Simulated annealing coupled with a Naive Bayes model and base flow separation for streamflow simulation in a snow dominated basin


TONGAL H. , Booij M. J.

STOCHASTIC ENVIRONMENTAL RESEARCH AND RISK ASSESSMENT, 2022 (Journal Indexed in SCI) identifier identifier

  • Publication Type: Article / Article
  • Publication Date: 2022
  • Doi Number: 10.1007/s00477-022-02276-1
  • Title of Journal : STOCHASTIC ENVIRONMENTAL RESEARCH AND RISK ASSESSMENT
  • Keywords: Streamflow simulation, Simulated annealing, Base flow separation, Long short-term memory, Artificial neural network, ARTIFICIAL NEURAL-NETWORK, MACHINE LEARNING-METHODS, SUPPORT VECTOR MACHINES, FUZZY INFERENCE SYSTEM, CLIMATE-CHANGE, HYDROLOGICAL SIMULATION, RUNOFF SIMULATIONS, GROUNDWATER LEVELS, FEATURE-SELECTION, TIME-SERIES

Abstract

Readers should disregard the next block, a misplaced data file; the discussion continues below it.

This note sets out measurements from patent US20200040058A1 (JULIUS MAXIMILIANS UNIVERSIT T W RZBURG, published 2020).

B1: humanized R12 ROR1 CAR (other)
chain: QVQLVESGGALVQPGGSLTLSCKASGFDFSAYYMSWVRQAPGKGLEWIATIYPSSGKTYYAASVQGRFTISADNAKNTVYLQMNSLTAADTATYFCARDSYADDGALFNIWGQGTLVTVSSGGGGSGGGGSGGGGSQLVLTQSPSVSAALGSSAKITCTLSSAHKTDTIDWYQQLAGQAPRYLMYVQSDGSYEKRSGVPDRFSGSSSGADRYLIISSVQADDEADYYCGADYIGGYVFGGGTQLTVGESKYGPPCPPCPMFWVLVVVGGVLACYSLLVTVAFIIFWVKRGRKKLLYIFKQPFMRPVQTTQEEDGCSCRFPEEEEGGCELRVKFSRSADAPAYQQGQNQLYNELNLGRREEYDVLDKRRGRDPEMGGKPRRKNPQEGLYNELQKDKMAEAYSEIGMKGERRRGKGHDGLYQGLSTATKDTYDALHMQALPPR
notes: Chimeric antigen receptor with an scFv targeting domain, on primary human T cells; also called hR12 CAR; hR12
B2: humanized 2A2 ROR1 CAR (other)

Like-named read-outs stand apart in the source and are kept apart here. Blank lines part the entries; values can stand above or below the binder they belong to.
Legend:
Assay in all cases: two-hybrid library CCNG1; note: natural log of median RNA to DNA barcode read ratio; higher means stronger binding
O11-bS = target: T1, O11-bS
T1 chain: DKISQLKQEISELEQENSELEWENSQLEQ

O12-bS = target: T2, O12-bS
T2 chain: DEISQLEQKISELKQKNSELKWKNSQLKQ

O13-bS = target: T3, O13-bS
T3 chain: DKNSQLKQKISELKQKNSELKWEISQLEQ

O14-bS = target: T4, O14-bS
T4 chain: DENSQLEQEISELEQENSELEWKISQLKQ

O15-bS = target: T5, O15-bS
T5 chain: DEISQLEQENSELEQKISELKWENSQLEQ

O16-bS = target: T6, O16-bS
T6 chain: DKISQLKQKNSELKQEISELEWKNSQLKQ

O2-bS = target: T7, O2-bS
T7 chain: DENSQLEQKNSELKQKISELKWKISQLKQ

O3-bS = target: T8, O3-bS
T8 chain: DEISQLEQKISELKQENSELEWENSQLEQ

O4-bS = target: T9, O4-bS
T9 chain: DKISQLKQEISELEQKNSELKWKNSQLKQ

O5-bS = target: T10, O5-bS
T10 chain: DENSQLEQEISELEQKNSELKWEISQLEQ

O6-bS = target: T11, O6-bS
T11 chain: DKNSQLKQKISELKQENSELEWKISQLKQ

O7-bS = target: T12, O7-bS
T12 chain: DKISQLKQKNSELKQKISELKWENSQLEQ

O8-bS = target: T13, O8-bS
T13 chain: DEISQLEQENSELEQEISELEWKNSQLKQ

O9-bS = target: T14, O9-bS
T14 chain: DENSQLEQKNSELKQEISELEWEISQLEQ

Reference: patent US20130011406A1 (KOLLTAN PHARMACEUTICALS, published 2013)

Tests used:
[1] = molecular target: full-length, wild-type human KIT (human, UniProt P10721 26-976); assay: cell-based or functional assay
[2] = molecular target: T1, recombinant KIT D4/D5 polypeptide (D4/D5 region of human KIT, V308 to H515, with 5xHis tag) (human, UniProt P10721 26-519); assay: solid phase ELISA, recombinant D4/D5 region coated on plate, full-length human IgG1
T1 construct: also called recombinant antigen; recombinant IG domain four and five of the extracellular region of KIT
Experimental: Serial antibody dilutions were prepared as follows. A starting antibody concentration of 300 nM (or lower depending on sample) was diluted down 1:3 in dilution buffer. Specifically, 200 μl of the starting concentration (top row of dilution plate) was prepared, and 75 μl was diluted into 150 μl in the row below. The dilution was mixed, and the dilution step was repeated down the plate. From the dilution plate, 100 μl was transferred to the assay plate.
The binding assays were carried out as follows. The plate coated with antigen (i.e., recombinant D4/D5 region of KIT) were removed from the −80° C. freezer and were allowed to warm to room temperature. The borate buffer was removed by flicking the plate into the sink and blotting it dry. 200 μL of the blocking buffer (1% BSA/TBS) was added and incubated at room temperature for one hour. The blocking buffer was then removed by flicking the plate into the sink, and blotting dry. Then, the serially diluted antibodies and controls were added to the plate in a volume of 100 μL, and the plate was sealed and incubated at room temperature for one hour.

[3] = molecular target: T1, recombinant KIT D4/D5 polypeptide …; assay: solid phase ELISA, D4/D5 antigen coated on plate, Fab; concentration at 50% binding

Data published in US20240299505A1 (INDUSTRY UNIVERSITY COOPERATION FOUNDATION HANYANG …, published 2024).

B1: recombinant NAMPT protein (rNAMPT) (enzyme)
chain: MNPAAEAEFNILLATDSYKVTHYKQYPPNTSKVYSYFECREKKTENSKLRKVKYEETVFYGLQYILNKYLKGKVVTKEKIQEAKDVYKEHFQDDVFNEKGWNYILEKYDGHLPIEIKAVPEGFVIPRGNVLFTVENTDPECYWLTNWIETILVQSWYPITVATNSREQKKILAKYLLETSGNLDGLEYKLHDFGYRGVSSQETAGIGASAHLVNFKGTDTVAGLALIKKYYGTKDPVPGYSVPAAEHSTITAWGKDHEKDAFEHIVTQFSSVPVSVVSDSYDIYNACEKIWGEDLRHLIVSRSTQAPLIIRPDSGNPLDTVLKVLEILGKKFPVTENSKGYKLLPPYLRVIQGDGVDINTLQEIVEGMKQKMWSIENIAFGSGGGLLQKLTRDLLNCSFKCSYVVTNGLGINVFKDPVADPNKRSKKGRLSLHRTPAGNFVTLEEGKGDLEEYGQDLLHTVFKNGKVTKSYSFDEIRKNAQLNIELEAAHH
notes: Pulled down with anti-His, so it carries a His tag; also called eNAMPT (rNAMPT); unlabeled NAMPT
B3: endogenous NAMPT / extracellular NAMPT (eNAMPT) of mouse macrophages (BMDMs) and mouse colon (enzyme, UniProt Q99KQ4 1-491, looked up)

Streamflow simulation in a snow dominated basin is complex due to the presence of a high number of interrelated hydrological processes. This complexity is affected by the delayed responses of the catchment to snow accumulation and snow melting processes. In this study, long short-term memory (LSTM) and artificial neural network (ANN) models were utilized for rainfall-runoff simulation in a snow dominated basin, the Carson River basin in the United States (US). The input structure of the models was determined using the simulated annealing algorithm with a naive Bayes model from a high dimensional feature space to represent the long-term impacts of historical events (i.e. the hysteresis effect) on current observations. Further, to represent the different responses of the catchment in the model structure, a base flow separation method was included in the simulation framework. The obtained performance indices, root mean square error, percentage bias, Nash-Sutcliffe and Kling-Gupta efficiencies are 0.331 m(3) s(-1), 13.00%, 0.848, and 0.852 for the ANN model and 0.235 m(3) s(-1), - 0.80%, 0.923, and 0.934 for the LSTM model, respectively. The proposed methodology was found to be promising for improving the streamflow simulation capability of LSTM and ANN models by only considering precipitation, temperature, and potential evapotranspiration as input variables. Analysing the flow duration curves indicated that the LSTM model is more efficient in representing different flow dynamics within the basin due to embedded cell states. Further, the uncertainty and reliability analyses were conducted by using expanded uncertainty (U-95), reliability, and resilience indices. The obtained U-95, reliability and resilience indices are 1.78-1.72 m(3) s(-1), 31.28-66.67% and 11.58-38.27% for the ANN and LSTM models, respectively, showed that the LSTM model produced less uncertainty and is more reliable. However, while lacking a memory component, the proposed methodology significantly contributes to the simulation capability of the ANN model in rainfall-runoff modelling. The results of this study indicated that the proposed methodology could enhance the learning capabilities of machine learning models in rainfall-runoff simulation.